Now if you click on that “Find out More” button, it will take you to a page that has more information on each of these guides. Importantly you will see exactly what you will learn if you download the guide. This is crucial. We aren’t going to give up our name and email to someone (knowing they will start emailing us!) if we aren’t getting something highly worthwhile in return.

In this case, since Dave’s Niche is Illinois teachers and AbbieVie employees, he has two guides he has created specifically for each group. This is also a best practice—the more specific you can make your offer, the more enticing it will be.


Don’t Forget Your Primary CTA

The primary goal of most advisor’s websites is to get visitors to book a meeting with you. In many cases, we see firms’ accomplishing this by adding a calendar plugin or scheduling tool, such as Calendly or ScheduleOnce. Including these options is just fine, and I’d recommend it.

However, adding additional value between the CTA and the scheduling of your call can help reinforce your visitor’s intentions.

For example, let’s check out the homepage of Define Financial. Here, we see a standard primary CTA:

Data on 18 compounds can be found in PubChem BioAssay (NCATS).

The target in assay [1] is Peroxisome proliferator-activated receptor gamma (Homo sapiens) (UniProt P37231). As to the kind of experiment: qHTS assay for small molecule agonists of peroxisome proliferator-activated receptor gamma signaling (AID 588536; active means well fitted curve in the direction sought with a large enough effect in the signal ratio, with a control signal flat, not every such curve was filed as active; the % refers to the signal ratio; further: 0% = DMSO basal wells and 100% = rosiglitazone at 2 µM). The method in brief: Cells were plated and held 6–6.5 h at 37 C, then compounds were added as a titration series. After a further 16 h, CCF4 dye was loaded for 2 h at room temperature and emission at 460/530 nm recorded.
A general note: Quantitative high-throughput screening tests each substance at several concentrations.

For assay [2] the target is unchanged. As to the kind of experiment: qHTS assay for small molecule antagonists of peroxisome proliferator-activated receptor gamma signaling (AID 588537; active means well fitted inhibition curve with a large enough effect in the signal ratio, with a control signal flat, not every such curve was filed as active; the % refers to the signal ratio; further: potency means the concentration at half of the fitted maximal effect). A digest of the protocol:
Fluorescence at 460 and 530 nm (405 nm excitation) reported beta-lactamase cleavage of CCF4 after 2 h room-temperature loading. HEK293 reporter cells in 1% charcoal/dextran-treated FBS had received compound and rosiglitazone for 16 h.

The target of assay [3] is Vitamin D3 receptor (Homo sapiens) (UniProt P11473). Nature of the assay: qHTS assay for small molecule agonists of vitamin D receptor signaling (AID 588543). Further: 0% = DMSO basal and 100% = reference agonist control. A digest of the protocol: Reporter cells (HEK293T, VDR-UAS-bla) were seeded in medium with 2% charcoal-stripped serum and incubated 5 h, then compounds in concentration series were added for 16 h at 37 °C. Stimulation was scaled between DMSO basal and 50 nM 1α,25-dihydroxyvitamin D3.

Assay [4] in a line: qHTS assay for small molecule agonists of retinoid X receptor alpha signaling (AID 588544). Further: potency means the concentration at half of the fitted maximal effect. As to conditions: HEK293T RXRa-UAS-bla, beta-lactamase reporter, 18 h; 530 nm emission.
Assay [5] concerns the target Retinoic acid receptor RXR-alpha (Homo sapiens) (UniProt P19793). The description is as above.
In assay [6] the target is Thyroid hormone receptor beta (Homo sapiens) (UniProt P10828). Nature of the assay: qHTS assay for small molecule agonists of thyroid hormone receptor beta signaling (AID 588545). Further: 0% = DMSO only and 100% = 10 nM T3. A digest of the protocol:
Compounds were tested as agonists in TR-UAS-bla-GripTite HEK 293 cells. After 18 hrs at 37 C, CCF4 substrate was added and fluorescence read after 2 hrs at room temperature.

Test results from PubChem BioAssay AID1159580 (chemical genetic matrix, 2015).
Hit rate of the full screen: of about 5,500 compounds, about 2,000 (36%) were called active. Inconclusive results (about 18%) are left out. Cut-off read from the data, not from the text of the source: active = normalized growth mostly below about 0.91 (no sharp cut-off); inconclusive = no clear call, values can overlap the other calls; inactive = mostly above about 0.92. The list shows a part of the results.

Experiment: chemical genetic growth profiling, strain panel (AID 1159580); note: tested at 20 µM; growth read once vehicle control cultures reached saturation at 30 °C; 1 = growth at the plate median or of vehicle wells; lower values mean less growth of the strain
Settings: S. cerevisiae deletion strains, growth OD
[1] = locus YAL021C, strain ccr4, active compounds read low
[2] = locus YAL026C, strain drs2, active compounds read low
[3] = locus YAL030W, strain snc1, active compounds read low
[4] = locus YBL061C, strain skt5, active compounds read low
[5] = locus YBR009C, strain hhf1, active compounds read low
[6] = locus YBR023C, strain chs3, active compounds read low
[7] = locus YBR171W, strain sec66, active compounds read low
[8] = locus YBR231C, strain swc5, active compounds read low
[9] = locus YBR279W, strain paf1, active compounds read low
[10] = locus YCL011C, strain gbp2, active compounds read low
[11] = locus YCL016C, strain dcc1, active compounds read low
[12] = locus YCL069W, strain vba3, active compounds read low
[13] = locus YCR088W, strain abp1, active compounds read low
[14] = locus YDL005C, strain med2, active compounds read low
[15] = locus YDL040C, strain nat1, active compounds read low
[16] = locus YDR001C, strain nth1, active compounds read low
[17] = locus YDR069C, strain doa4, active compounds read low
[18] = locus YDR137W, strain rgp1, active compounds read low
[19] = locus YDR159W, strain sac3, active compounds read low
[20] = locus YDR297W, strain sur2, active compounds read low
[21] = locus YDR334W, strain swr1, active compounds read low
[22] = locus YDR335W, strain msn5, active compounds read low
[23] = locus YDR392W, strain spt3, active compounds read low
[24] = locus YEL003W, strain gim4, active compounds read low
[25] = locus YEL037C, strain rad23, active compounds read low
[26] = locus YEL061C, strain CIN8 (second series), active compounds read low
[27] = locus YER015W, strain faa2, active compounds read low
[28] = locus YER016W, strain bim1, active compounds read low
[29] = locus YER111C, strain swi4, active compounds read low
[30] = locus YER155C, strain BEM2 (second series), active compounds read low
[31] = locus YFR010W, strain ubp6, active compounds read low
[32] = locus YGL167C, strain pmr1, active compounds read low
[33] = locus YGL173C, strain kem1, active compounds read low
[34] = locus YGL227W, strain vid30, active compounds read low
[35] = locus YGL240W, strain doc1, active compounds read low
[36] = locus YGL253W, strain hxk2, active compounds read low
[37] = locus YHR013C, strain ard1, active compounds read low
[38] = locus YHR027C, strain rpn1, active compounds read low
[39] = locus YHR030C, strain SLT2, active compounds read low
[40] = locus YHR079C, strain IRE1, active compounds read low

Clicking “Get Your Free Assessment,” though, doesn’t lead to a calendar or form. Instead, visitors are directed to a detailed assessment page:


This page walks potential clients through the meeting processing, establishing expectations to clarify what it actually means to schedule a call.

The goal is to make both of your CTAs irresistible by showing visitors the value of sharing their contact information.

You’ll also want to make it as easy as possible for visitors to actually contact you, leading me to my final point—simplify your contact forms! Skip out on the complex contact form and only include two fields: name and email address. For every additional piece of information you ask for, your conversion rate will go down.

Nail CTAs Down, Watch Conversion Go Up

If you go back and examine your own website, you’ll most likely find your secondary call to action to be what could use improvement (in my experience, that is the case 99% of the time). Most firms just haven’t created a secondary call to action that is compelling enough to make site visitors who aren’t yet ready to engage give up their email address. So start there—think about what your specific niche audience is always asking you questions about, and what guide, checklist or download you could create that would be incredibly enticing to that group of people. Then create it and make sure to add it to your site in a way that follows all the best practices outlined above. Happy converting!

Samantha Russell is the Chief Evangelist at FMG Suite. Sam helps financial advisors create digital marketing strategies that produce explosive growth through website development, content marketing, SEO, social media and video. Learn more about Samantha

TAGS: Prospecting
Hide comments


  • Allowed HTML tags: <em> <strong> <blockquote> <br> <p>

Plain text

  • No HTML tags allowed.
  • Web page addresses and e-mail addresses turn into links automatically.
  • Lines and paragraphs break automatically.